How Stories And Reading Help Children Learn About Life

Thursday, January 7, 2021


Human beings are separating from the rest of the animal kingdom because we have two distinct things. We have speech and we have a reason. We can absorb life experiences, learn from them, and then pass them onto our kids so they have a better chance at success. However, as parents, we have to admit that sometimes, we are not the best communicators. That’s okay, you can’t be great at everything. But you do still need to have storytelling abilities or some kind of way to convey tales to your children. So how can you do that? By books, reading and explaining stories of course!


Simple matters

The very first thing that toddlers learn when it comes to reading is life lessons. The tortoise and the hare is a great story. It tells about an overconfident but talented young hare, and an old but experienced tortoise. The hare is admired for being the fastest thing on four legs while the tortoise is not seen as anything special. The tortoise challenges the hare to a race after the hare is bold and brash, claiming that nothing can beat him. As you know, the former, wins and everyone is shocked. What does this convey to kids? It shows that no matter how awesome you are, no one is infallible, especially when someone is so determined to succeed, they will take their time and keep going. Perseverance, dedication and keeping the old ego in check, are key ingredients to success.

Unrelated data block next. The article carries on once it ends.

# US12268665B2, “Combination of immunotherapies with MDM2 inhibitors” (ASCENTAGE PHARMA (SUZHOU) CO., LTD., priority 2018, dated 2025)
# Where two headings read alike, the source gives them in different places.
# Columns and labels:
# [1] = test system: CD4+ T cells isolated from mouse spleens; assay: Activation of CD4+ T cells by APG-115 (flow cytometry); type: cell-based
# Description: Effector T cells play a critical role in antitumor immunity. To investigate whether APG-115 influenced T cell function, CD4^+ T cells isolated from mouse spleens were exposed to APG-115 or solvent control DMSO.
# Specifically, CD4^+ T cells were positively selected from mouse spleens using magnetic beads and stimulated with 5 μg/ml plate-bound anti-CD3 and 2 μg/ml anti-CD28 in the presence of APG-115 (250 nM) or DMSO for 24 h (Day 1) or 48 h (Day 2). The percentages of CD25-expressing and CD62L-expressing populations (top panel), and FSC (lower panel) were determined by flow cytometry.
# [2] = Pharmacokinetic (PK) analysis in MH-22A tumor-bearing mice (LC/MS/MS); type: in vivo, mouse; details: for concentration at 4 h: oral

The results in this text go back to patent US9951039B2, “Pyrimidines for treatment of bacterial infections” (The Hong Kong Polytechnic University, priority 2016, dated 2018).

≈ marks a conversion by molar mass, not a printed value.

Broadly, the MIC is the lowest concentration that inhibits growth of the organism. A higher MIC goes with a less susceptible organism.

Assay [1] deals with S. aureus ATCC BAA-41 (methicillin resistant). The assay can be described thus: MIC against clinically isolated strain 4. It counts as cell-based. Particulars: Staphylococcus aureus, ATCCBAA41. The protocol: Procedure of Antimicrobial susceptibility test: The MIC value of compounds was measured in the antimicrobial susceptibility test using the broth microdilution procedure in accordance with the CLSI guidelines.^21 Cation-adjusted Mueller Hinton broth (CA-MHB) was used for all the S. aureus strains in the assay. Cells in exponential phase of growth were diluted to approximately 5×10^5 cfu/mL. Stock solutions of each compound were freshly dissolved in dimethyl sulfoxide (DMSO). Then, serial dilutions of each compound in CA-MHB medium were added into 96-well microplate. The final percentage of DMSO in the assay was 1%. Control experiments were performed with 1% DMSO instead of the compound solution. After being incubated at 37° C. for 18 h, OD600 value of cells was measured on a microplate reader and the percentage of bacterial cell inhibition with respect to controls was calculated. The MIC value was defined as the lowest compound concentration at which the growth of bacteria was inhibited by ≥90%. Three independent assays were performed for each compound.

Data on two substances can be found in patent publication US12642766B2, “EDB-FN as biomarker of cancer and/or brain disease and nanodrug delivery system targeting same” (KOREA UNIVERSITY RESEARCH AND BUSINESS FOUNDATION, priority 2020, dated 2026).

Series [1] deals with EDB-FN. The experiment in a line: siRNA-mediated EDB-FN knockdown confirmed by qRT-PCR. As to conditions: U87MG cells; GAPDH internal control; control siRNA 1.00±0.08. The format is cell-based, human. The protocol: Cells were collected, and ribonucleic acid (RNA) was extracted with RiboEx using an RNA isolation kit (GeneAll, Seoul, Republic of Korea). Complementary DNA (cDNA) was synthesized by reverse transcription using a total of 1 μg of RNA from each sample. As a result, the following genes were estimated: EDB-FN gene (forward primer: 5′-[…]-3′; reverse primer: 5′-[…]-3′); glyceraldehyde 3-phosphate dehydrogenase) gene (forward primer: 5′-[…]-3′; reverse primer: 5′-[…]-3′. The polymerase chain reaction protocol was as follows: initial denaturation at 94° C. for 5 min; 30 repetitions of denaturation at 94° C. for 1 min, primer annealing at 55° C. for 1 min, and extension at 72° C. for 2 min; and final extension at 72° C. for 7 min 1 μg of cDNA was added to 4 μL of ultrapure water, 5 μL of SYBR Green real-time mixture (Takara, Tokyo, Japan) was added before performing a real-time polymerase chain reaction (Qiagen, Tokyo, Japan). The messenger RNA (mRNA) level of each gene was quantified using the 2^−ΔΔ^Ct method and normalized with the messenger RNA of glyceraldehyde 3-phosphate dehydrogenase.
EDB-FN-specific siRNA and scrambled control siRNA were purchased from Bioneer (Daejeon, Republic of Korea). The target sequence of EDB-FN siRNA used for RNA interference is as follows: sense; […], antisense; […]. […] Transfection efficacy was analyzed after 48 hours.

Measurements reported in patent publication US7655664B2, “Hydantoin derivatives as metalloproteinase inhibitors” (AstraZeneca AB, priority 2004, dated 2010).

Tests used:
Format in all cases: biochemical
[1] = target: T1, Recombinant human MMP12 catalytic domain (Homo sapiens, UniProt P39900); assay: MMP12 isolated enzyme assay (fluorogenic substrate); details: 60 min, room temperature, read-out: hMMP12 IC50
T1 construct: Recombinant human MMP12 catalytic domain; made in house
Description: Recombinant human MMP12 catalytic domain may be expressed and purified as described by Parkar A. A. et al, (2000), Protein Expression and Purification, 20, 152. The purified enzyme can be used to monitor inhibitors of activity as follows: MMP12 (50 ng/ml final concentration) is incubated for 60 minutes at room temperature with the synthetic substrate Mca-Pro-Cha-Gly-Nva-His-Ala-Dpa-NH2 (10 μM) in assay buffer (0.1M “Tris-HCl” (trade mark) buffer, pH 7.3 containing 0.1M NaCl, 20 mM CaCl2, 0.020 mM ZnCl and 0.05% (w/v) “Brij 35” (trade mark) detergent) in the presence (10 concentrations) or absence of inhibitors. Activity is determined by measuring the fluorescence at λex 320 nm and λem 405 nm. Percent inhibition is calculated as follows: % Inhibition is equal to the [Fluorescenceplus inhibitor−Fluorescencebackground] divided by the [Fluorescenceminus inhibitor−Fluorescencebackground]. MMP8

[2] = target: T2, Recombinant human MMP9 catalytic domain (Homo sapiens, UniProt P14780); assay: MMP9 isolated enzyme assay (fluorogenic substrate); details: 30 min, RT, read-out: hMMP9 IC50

Visualizing through listening

Have you noticed that audiobooks have become the norm now? You might both like and dislike this because you want kids to read books and not just listen to them being read to them. However, it has been proven that audio books for kids help those with dyslexia and those that want more visuals to the stories they are reading. This can help them with verbs, adjectives, and pronouns. Descriptions are something that piles up. One character alone can be an entire page’s length of words. A bear, with sharp claws, thick brown fur, bright wet eyes, pointy teeth, fluffy ears, a long slender snout, small boisterous tail, and a walk that has a purpose, might be difficult for a toddler to picture. But these audiobooks have visuals so it's easy to pile all these words together and absorb what is on the page.


Read to them

Reading to children is something that every parent used to do. However, with our modern busy lives, we don’t usually have the time to do this anymore. But make time! Children have questions about what they are reading and they won’t ask them if you are not there to either read to them, with them or just sit and watch over their learning.

Parents should begin to consider how they can help their children read in the modern era. There is a great technology to hand, great services, and good old fashioned reading as a fun activity.

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